F-35 Invited to Play in Games for First Time | Void Sensing Bomb Fuse Gets Low Rate Production OK | AF Sticking with Northrop’s Answer to AA Missiles: Lasers
- F-35As will take part in USMC exercises for the first time this week, with the fighter also set to drop live ordnance. The Green Flag West exercises will run to June 12, with the Marine Corps’ B model Joint Strike Fighter recently concluding trials aboard USS Wasp.
- In a separate set of exercises, NORAD will flex its interceptor muscles in the early hours on Wednesday, with a planned readiness exercise. The testing will also be a chance for officials to drill personnel and fighters from Joint Air Defense Operations Center (JADOC), as well as civilian agencies under an umbrella exercise named Falcon Virgo 15-09.
- A first group of US Navy sailors are now trained to operate General Atomics’ EMALS system aboard the Pre-Commissioning Unit Gerald R. Ford (CVN-78). Following successful no-load testing in May, shipborne testing of the system is scheduled for later this year, with the government also eyeing export opportunities for the system.
- The FMU-167/B Hard Target Void Sensing Fuse (HTVSF) has passed Milestone C review, with this opening the door to Low Rate Initial Production of the Orbital ATK-manufactured system. The HTVSF is under development with the Air Force and is designed to provide advanced capabilities against hardened and buried targets through the use of in-flight cockpit programmability and multi-function and multi-delay arming technologies
- Northrop Grumman will continue to support the Large Aircraft Infrared Countermeasures (LAIRCM) system, with the Air Force handing the firm a $111 million contract modification to provide support services and equipment to the system through to April 2017. The system uses a laser to defeat missile threats to large aircraft, an increasingly important consideration owing to the proliferation of MANPADS.
- Following the award of a twelve-month feasibility study by the UK’s Ministry of Defence, BAE Systems will examine the potential to equip the Eurofighter Typhoon with a common weapon launcher. The study is aiming to assess whether a launcher could carry three weapons, increasing the Typhoon’s firepower and comes on the heels of a contract for the fighter’s Phase 3 Capability Enhancement (P3E) package, which will see the integration of several weapons, including the Brimstone II and Storm Shadow.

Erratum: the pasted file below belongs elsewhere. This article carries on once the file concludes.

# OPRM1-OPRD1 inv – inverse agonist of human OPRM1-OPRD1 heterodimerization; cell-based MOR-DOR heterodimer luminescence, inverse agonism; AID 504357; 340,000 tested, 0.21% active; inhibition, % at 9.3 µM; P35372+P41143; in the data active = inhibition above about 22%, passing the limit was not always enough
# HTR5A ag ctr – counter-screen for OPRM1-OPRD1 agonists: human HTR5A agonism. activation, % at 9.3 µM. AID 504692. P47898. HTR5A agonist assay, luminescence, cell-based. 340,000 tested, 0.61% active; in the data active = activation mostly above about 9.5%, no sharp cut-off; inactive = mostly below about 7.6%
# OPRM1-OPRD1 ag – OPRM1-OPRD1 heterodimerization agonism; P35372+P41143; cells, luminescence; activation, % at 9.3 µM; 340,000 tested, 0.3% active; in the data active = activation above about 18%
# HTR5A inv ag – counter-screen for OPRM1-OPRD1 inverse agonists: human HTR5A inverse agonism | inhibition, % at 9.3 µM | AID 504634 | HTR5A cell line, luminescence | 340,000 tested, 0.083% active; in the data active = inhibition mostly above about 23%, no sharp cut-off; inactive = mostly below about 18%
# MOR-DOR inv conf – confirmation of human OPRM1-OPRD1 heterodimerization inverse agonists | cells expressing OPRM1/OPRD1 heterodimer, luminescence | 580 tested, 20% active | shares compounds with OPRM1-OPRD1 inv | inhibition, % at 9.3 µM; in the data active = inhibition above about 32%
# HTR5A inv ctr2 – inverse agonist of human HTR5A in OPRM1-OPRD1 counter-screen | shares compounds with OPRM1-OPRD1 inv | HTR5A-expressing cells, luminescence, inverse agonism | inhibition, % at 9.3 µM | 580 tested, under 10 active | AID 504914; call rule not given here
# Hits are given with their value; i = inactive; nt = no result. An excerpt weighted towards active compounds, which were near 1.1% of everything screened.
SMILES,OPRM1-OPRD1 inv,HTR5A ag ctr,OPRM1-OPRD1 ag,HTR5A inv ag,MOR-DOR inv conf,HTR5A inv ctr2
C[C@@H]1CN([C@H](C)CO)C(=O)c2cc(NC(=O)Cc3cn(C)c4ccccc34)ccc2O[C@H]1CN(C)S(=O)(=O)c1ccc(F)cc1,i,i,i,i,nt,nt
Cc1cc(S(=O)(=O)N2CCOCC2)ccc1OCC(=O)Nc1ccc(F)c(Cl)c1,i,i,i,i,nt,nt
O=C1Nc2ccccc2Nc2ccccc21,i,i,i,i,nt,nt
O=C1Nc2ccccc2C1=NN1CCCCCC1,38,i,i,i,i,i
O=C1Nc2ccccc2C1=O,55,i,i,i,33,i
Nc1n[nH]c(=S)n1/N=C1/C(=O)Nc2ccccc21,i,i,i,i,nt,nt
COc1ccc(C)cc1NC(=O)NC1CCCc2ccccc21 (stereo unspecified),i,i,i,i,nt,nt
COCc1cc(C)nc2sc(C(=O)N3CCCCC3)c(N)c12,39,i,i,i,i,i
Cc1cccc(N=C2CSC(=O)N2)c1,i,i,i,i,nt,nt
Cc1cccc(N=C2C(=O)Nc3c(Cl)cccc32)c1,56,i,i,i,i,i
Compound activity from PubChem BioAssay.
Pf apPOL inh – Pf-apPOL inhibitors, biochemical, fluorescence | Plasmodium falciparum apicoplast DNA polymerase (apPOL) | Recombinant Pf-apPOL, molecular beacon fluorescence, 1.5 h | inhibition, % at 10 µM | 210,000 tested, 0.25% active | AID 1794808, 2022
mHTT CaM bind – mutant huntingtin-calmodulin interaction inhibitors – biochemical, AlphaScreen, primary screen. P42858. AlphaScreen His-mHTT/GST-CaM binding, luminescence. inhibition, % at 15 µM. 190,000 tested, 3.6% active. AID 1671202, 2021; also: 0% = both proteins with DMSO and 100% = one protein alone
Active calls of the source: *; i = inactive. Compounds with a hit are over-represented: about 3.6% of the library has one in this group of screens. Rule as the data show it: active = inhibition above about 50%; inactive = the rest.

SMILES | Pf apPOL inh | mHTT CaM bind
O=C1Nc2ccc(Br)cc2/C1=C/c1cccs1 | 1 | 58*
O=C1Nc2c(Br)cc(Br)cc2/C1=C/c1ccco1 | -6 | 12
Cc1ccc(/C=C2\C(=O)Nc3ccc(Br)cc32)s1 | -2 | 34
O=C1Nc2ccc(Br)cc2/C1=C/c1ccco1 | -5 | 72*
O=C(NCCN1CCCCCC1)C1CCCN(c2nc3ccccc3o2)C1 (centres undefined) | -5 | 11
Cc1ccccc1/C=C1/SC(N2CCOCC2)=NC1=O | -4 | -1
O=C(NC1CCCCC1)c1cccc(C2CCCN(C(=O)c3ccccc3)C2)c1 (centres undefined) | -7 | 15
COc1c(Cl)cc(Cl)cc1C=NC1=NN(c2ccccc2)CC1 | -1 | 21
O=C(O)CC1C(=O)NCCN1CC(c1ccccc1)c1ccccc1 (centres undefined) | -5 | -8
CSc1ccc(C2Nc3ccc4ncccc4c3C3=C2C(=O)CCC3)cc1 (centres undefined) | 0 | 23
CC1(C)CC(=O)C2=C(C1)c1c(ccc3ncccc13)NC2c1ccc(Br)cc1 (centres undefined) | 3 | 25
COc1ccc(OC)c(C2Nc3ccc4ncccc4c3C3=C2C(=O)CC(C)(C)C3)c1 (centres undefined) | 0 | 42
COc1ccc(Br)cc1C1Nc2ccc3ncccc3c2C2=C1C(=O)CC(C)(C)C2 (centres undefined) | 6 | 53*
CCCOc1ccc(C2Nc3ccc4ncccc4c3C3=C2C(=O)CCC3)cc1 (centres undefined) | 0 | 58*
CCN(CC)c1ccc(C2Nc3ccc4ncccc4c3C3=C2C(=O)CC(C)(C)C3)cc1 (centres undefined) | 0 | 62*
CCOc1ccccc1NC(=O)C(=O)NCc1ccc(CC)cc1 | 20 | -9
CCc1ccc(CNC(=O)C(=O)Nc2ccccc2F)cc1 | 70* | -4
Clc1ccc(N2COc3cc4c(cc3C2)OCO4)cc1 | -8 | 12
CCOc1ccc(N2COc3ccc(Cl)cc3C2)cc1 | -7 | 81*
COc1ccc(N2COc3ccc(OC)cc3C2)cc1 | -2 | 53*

- British defense firm Ultra is acquiring the Electronic Warfare business units of Kratos Defense & Security Solutions in an up-to $265 million deal announced Monday. The new business will be known as Ultra Electronics Herley Industries and become part of Ultra’s Tactical & Sonar Division. The deal is a reflection of the UK company’s continuing push into the US market, with Krato’s products equipping many platforms, including the US Navy’s Growlers.
- Japan has requested four E-2D Advanced Hawkeye early warning and control aircraft from the US, following a decision in November to procure the aircraft along with V-22 Ospreys and Global Hawk UAVs. The Japanese already operate the E-2C version of the Hawkeye, with this potential sale worth an estimated $1.7 billion.
- India has successfully tested a Harpoon anti-ship missile, with the country having requested the Boeing-built missiles twice, in 2008 and again in July last year. Launched from a Jaguar fighter, the missiles are intended to equip the Indian Air Force’s fleets of Jaguar and Poseidon aircraft, as well as the Indian Navy’s Shishumar-class submarines.
- India and the US are also set to sign a defense framework agreement on SecDef Carter’s visit to the country this week, with a specific focus on technology transfer and joint development. The most significant area of cooperation is likely to be missile defense.
- A Royal Navy frigate demonstrating the Harpoon…
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